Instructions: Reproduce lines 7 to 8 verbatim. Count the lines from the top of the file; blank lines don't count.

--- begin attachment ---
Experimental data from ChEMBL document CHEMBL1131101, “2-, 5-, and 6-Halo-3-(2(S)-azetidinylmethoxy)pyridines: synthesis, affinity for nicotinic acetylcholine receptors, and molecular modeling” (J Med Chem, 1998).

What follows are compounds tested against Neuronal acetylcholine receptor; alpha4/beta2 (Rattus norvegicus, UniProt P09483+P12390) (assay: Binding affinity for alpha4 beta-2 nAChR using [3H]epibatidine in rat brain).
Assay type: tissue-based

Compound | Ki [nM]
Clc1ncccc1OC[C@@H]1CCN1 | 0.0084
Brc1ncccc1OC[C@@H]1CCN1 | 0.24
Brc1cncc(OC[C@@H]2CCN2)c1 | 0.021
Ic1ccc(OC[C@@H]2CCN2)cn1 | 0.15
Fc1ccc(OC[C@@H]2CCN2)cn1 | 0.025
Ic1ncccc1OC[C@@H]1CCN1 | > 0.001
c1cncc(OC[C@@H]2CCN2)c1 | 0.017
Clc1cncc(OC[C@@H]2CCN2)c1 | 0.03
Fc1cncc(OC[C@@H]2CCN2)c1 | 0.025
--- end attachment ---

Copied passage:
Brc1cncc(OC[C@@H]2CCN2)c1 | 0.021
Ic1ccc(OC[C@@H]2CCN2)cn1 | 0.15